Think of a space 33 percent larger than the Boston Common and the Public Garden combined. This is what New York City’s 503 privately owned public spaces would add up to if they were combined to form a single area.
Privately owned public space owes its existence to a zoning resolution enacted in 1961. New York allowed commercial and residential buildings to exceed normal zoning limits in exchange for providing plazas, arcades, walkways, and parks that would be accessible to the public. The most common formula was 10 square feet of rentable space for every square foot of street-level public space.
Other cities have adopted similar arrangements, notably Hartford, San Francisco, and Seattle. Boston has not followed suit, although public-private partnerships have been discussed.
On paper these zoning bonuses sounded like a win-win situation. Developers and landlords get additional revenue-producing property, and the public gets a plentiful supply of rejuvenating oases where they can read the paper, eat lunch, or just rest their weary feet.
But how did the arrangement work in practice? Were building owners living up to their end of the bargain? Jerold Kayden, associate professor of urban planning in the Graduate School of Design (GSD), decided to find out.
The results of his study have been published in book form: “Privately Owned Public Space: The New York City Experience” (John Wiley & Sons, 2000). The book is a carefully researched inquiry into the effects of law on the built environment, aimed primarily at urban planners, academics, and other design professionals. But it is also proving a powerful weapon in the hands of a put-upon public and has already helped launch the first volleys in what promises to be a new insurgency against encroaching commercial interests.
In addition to affecting public policy in New York City and elsewhere, the book’s findings were part of the discussion and decision-making surrounding state approval of mixed-use development in the South Boston Waterfront District Municipal Harbor Plan.
Kayden, who is both a lawyer and urban planner (he earned degrees simultaneously from the GSD and Harvard Law School), spent three and a half years on the project, which he undertook jointly with the New York City Department of City Planning and the Municipal Art Society of New York.
He estimates that he scrutinized thousands of legal documents – blueprints, permits, authorizations – scattered over several city agencies. Often crucial documents would turn up damaged or missing, resulting in ambiguities that could only be resolved through laborious detective work. He also visited all 503 spaces, took pictures, and interviewed users of the facilities. Kayden used several of his Harvard students as summer interns to help with the legwork, and collaborated with three urban planners from the city with whom he analyzed the data, but the task was still Herculean.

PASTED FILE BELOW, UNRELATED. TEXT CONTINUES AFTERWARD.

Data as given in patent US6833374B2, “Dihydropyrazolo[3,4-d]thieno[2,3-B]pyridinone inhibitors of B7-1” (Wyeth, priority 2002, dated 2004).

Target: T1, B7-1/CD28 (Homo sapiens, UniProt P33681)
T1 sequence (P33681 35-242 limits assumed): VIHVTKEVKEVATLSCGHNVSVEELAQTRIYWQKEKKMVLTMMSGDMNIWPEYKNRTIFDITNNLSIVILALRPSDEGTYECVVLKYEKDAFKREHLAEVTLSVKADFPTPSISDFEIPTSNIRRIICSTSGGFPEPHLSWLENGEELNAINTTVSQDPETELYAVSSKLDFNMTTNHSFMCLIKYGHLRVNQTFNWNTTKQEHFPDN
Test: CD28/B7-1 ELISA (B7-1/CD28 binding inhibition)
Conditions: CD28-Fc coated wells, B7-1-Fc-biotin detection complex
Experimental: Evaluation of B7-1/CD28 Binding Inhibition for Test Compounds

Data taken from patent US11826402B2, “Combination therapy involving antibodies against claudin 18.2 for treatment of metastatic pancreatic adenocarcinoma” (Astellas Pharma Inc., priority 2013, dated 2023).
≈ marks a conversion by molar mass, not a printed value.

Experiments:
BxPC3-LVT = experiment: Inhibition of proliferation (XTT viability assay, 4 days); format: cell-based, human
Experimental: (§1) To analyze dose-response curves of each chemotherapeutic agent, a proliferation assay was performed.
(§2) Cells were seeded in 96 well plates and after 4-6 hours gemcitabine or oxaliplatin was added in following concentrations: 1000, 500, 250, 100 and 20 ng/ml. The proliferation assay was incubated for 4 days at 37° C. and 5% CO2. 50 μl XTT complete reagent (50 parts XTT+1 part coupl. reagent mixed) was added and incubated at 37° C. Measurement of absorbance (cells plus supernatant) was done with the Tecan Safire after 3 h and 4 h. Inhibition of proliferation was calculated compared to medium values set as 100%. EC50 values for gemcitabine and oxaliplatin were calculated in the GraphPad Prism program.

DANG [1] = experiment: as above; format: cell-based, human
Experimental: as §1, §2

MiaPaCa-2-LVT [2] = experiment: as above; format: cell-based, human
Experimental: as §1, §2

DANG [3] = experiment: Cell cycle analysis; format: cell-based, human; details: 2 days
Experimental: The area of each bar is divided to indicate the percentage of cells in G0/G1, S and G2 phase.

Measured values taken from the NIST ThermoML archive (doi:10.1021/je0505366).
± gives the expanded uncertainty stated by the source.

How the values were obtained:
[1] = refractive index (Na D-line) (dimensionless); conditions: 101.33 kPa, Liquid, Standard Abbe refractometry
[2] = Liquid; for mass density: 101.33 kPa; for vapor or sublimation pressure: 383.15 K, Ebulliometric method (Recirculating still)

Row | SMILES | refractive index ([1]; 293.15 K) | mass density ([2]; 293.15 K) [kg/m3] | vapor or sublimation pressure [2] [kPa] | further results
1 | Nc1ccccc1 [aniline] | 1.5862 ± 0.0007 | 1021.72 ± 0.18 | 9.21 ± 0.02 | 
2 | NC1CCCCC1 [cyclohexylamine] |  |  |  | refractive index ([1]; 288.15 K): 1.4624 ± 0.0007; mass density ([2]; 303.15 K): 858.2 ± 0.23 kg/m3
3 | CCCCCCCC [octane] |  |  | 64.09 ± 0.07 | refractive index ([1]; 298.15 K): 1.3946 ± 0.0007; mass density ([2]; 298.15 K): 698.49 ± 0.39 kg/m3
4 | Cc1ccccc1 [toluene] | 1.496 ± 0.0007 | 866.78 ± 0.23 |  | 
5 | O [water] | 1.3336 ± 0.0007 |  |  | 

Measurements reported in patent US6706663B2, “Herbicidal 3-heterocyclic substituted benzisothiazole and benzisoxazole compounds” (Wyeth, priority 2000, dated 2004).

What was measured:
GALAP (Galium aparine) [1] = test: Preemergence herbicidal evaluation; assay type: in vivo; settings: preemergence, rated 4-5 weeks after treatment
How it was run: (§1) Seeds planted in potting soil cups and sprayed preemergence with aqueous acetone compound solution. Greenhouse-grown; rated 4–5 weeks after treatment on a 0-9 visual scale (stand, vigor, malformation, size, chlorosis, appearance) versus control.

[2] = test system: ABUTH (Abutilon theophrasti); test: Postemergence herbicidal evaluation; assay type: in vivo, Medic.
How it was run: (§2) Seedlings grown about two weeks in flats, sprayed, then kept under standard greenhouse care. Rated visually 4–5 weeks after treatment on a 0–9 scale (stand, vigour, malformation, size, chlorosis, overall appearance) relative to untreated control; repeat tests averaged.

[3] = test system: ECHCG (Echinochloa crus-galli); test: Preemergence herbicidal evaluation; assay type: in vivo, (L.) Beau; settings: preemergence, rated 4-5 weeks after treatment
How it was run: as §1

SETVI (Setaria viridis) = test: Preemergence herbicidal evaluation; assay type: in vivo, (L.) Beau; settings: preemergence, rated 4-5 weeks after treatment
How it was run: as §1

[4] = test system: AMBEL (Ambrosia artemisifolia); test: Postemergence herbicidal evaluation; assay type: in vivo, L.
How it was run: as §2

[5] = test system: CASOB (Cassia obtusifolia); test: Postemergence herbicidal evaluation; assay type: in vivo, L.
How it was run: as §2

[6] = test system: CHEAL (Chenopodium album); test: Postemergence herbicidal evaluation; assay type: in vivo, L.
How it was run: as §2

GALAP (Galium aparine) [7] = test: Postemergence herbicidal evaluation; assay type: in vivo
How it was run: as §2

“It made the Florida recount seem easy,” he said.
According to Kayden’s findings, 41 percent of New York’s privately owned public spaces serve no public purpose, while 50 percent of all buildings with public space have a space that is out of compliance with legal requirements, resulting in some degree of privatization.
In some cases, the public is blatantly denied access, either by locked gates or officious doormen. In others, the space has been annexed or diminished by adjacent businesses, a phenomenon that Kayden calls “cafe creep,” “brasserie bulge,” and “trattoria trickle.” In still others, the amenities promised in the original contract – public seating, restrooms, trees – have not been provided.
Kayden ran into his share of altercations while conducting his research. In one public atrium used by an adjoining department store, he found the space filled with retail-oriented Christmas decorations. While he was documenting this infringement with his camera an official of the store stepped up and told him he wasn’t allowed to take photos.